September 03, 2012
Credit: Photo Credit: Abaris
Jerome Greer Chandler
Toughened resins and simpler composite damage-detection technology certainly exist, but they have scant applicability to most current aircraft. The aerospace industry will have to wait for the Boeing 787 and other high-percentage composite aircraft to mature before the repair arena can accommodate new material and methods. And it will have to wait for built-in barriers to fall.
As the emerging fleet flies with ever-increasing percentages of composite structure, preventing and detecting delamination are becoming essential issues. Delamination's most typical trigger is denting, not environmental wear and tear. “It's impact,” says Michael J. Hoke, president of Abaris Training Resources Inc.
Abu Dhabi Aircraft Technologies' manager for aircraft structures, Shevantha Weerasekera, agrees: “Almost all the delamination that we see can be attributed to impact damage.” Contamination from hydraulic fuel spills can also play a role. But bumps by ground service vehicles, rock strikes on propellers or flaps, even tools dropped onto a composite wing structure can initiate the delamination sequence and open avenues of opportunity for moisture ingress.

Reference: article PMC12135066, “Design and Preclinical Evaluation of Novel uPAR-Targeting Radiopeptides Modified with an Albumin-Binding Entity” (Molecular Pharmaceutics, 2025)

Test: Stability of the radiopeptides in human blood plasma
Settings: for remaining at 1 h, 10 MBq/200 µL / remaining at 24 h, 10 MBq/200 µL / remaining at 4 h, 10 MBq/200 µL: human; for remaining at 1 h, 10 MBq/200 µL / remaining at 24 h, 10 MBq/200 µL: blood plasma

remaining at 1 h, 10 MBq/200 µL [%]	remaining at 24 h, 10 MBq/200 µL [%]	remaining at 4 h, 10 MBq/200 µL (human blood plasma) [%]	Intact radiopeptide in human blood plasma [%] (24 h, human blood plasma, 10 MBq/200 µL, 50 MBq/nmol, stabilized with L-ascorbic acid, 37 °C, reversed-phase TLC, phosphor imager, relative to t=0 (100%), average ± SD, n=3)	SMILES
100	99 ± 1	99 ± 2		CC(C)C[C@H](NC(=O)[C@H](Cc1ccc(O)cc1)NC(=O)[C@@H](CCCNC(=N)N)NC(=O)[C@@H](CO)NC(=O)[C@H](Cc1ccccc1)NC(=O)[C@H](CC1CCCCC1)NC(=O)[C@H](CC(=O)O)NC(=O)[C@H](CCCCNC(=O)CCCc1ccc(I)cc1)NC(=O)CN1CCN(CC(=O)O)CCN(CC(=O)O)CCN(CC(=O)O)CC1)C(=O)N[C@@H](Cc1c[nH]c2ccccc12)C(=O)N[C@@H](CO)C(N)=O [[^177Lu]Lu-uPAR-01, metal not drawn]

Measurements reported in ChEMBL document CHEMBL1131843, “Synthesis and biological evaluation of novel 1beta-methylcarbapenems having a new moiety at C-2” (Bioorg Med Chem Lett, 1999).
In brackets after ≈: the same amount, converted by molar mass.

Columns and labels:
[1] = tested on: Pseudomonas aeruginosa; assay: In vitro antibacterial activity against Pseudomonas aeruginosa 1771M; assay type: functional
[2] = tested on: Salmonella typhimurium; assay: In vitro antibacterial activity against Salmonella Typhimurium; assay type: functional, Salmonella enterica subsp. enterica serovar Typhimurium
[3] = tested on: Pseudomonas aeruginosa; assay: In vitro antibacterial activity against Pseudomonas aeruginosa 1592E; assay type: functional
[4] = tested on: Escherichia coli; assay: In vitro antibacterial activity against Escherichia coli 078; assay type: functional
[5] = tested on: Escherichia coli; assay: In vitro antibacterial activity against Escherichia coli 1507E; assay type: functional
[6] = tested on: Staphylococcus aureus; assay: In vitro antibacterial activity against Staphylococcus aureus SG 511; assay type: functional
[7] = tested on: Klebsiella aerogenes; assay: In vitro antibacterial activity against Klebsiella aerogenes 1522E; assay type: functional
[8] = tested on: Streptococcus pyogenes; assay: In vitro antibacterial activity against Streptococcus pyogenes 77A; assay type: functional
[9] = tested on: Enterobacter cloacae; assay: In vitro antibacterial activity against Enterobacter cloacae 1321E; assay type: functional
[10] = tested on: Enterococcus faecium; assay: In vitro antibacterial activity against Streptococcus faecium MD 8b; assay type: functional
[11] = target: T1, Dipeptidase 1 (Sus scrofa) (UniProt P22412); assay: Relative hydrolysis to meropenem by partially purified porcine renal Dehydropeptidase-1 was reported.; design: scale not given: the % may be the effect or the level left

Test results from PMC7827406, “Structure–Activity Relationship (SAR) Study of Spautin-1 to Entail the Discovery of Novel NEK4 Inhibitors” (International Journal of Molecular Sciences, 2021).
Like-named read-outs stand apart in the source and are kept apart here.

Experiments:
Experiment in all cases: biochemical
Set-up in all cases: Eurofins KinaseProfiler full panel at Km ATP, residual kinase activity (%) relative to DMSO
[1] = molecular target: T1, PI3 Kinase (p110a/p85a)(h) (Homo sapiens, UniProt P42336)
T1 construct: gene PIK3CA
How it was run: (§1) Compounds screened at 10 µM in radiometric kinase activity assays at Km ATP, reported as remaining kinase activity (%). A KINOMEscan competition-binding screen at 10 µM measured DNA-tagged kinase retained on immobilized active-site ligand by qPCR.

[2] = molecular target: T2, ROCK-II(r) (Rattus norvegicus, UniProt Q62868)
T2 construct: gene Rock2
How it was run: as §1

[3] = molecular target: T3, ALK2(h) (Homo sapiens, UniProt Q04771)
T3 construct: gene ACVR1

Once water is inside the structure, be it salt or fresh, it freezes and expands as the aircraft ascends. “It cracks the resin and enlarges the delamination,” says Hoke. Chances are virtually “100 percent . . . that once you've created some sort of imperfection that's exposed to the environment . . . water ingression will start,” says Applied Composites Engineering President Leigh R. Sargent.
The prevalence of delamination remains unknown. “If we knew of all the delamination flying around, we would be backlogged for the next several decades,” says Sargent.
“Preventing impacts is a wonderful goal,” says Hoke. “But we know how difficult that is.” Training helps, but it can only go so far. Educating maintenance and especially ramp personnel about locations of key composite structures on specific aircraft is critical. Hoke says, “They generally can't tell [just] by looking” because the parts are painted over.
Impact mitigation is one thing, impact reporting another. Ground crew must report if they hit a structure, whether they think they damaged it or not, Hoke says. “[For] somebody trying to protect their job, that's a tough sell,” he concedes.